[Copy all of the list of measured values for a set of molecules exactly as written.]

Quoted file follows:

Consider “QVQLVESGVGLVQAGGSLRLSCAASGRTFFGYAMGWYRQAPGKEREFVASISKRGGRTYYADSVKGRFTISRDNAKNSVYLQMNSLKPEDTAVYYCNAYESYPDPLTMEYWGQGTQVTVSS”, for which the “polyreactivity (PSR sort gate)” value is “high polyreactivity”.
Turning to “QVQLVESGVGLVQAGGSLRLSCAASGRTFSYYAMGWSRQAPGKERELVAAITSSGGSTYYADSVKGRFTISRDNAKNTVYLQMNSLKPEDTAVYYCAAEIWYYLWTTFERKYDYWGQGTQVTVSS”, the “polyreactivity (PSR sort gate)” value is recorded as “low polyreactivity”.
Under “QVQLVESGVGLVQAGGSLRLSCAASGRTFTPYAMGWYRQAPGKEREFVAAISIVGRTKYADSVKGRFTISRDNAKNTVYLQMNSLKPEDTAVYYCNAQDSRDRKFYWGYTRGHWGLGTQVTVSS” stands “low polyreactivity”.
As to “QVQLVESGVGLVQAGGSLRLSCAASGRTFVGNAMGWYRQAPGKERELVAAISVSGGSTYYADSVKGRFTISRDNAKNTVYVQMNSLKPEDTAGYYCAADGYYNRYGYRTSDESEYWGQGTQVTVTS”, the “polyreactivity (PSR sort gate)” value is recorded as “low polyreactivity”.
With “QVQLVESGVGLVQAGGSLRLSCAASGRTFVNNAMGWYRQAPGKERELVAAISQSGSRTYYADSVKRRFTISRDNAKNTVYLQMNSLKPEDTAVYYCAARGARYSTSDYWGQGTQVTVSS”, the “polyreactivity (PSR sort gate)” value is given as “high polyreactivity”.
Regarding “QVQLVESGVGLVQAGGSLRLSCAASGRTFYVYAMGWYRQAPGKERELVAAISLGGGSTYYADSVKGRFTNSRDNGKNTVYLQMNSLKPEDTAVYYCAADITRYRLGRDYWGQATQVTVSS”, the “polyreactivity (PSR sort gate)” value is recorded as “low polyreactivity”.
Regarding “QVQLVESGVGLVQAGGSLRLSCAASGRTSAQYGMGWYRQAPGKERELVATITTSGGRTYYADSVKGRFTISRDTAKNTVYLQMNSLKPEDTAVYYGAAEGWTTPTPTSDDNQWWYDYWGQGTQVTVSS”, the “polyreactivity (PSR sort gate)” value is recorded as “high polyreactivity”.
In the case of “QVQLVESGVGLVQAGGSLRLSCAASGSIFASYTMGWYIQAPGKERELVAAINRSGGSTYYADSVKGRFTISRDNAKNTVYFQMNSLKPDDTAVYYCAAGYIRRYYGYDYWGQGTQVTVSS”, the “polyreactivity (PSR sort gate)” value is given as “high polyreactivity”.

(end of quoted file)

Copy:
Consider “QVQLVESGVGLVQAGGSLRLSCAASGRTFFGYAMGWYRQAPGKEREFVASISKRGGRTYYADSVKGRFTISRDNAKNSVYLQMNSLKPEDTAVYYCNAYESYPDPLTMEYWGQGTQVTVSS”, for which the “polyreactivity (PSR sort gate)” value is “high polyreactivity”.
Turning to “QVQLVESGVGLVQAGGSLRLSCAASGRTFSYYAMGWSRQAPGKERELVAAITSSGGSTYYADSVKGRFTISRDNAKNTVYLQMNSLKPEDTAVYYCAAEIWYYLWTTFERKYDYWGQGTQVTVSS”, the “polyreactivity (PSR sort gate)” value is recorded as “low polyreactivity”.
Under “QVQLVESGVGLVQAGGSLRLSCAASGRTFTPYAMGWYRQAPGKEREFVAAISIVGRTKYADSVKGRFTISRDNAKNTVYLQMNSLKPEDTAVYYCNAQDSRDRKFYWGYTRGHWGLGTQVTVSS” stands “low polyreactivity”.
As to “QVQLVESGVGLVQAGGSLRLSCAASGRTFVGNAMGWYRQAPGKERELVAAISVSGGSTYYADSVKGRFTISRDNAKNTVYVQMNSLKPEDTAGYYCAADGYYNRYGYRTSDESEYWGQGTQVTVTS”, the “polyreactivity (PSR sort gate)” value is recorded as “low polyreactivity”.
With “QVQLVESGVGLVQAGGSLRLSCAASGRTFVNNAMGWYRQAPGKERELVAAISQSGSRTYYADSVKRRFTISRDNAKNTVYLQMNSLKPEDTAVYYCAARGARYSTSDYWGQGTQVTVSS”, the “polyreactivity (PSR sort gate)” value is given as “high polyreactivity”.
Regarding “QVQLVESGVGLVQAGGSLRLSCAASGRTFYVYAMGWYRQAPGKERELVAAISLGGGSTYYADSVKGRFTNSRDNGKNTVYLQMNSLKPEDTAVYYCAADITRYRLGRDYWGQATQVTVSS”, the “polyreactivity (PSR sort gate)” value is recorded as “low polyreactivity”.
Regarding “QVQLVESGVGLVQAGGSLRLSCAASGRTSAQYGMGWYRQAPGKERELVATITTSGGRTYYADSVKGRFTISRDTAKNTVYLQMNSLKPEDTAVYYGAAEGWTTPTPTSDDNQWWYDYWGQGTQVTVSS”, the “polyreactivity (PSR sort gate)” value is recorded as “high polyreactivity”.
In the case of “QVQLVESGVGLVQAGGSLRLSCAASGSIFASYTMGWYIQAPGKERELVAAINRSGGSTYYADSVKGRFTISRDNAKNTVYFQMNSLKPDDTAVYYCAAGYIRRYYGYDYWGQGTQVTVSS”, the “polyreactivity (PSR sort gate)” value is given as “high polyreactivity”.